Nancy’s Story

July 2nd, 2011 by Sharon

I gave birth to twins at 27 weeks in October 2010.  My daughter Nancy weighed 1lb 14oz, my son 2lb 3oz. At 15 days old my daughter developed NEC. She was transferred to a different hospital equipped to do surgery should she need it. Within 12 hours she was considered too sick for surgery and was on an oscillator as she was so swollen the ventilator couldn’t inflate her lungs. 3 days later and just clinging to life she was taken to theatre to remove the infected bowel. The surgeon gave her a 50% chance of surviving the op. She did, but the news was bad. She had only 15cm of small intestines left the rest had died. The surgeon said 15cm wasn’t enough for life and that she needed a minimum of 20cm. We were devastated. We stood over her incubator not sure whether to will her to fight or give in.
We discussed turning off her life support machine, the hospital felt it was too soon but advised us to place a ‘Do not resuscitate’ on her.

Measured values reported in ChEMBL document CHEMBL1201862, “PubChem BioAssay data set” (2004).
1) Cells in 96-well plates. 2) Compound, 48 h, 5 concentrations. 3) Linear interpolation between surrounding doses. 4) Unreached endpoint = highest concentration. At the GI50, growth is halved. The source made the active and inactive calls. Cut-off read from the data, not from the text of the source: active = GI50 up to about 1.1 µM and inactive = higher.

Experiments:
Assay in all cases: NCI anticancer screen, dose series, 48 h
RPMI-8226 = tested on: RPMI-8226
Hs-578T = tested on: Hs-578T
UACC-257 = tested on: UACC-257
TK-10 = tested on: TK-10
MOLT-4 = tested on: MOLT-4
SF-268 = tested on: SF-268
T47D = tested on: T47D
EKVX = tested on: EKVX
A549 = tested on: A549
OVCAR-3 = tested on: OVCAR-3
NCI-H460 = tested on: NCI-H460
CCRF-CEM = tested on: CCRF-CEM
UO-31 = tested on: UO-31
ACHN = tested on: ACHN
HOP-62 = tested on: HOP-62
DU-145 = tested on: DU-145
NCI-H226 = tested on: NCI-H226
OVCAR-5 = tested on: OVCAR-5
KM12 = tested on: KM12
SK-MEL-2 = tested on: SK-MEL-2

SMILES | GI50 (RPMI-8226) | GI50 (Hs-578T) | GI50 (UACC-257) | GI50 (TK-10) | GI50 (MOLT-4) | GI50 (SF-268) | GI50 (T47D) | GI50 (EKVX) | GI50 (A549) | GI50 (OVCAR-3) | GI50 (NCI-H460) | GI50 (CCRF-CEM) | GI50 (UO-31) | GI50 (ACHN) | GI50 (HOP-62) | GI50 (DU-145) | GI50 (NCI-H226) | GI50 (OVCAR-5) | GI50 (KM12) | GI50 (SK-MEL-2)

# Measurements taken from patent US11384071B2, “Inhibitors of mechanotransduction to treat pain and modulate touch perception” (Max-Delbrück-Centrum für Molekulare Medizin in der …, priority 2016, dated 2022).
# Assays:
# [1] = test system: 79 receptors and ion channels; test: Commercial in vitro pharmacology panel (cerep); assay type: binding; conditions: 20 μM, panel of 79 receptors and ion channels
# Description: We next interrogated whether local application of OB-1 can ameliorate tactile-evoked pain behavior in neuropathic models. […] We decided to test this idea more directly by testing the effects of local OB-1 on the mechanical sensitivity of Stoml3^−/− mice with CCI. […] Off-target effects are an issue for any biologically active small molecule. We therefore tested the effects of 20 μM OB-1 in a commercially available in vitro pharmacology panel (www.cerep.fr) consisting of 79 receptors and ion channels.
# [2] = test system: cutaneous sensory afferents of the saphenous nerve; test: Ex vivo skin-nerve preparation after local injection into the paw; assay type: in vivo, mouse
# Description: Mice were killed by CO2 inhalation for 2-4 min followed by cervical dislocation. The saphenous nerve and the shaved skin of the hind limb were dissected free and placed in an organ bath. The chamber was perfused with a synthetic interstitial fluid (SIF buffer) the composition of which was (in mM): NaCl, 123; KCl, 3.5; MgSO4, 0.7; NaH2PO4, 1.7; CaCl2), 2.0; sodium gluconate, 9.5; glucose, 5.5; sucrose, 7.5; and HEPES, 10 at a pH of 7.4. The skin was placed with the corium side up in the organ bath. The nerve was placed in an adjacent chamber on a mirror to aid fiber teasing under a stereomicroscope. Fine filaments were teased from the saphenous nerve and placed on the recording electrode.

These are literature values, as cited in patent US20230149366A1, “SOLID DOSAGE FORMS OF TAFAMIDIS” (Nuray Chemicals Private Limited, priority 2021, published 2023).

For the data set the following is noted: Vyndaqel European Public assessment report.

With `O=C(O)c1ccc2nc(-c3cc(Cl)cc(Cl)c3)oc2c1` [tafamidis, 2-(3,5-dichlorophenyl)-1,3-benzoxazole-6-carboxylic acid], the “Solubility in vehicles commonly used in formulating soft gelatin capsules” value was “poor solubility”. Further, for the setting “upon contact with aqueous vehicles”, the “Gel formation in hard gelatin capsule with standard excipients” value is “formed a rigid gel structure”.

Nancy clung on and a few days later rallied, she was still horribly swollen, almost twice her size, but pink rather than purple. She had a broviac line inserted and two stoma’s.  Day after day Nancy slowly improved, the DNR was lifted and the plan became to sit and wait. The surgeon wanted to wait 3 months and see if, when he operated again to reverse her stoma’s, she had grown any more bowel. So on the 13th of January she went to theatre. 4 hours of surgery later we were told Nancy had grown an incredible 25cm more giving her 40cm. We were ecstatic!! She had a chance!
4 months later she was weaned of TPN and came home. She is on a special formula, is unable to suck so is NG tube fed but is growing and despite a few developmental delays she is thriving.
The whole experience was exhausting, terrifying and traumatic, having 3 children under three left us feeling guilty as we were unable to all be together at any one time. The twins were in different hospitals and only parents were permitted to visit.
Watching our tiny baby fight for life whilst we could only stand and watch is something few will ever truly understand. I don’t know what the future holds I hope she will live as fulfilling and as ‘normal’ a life as possible.

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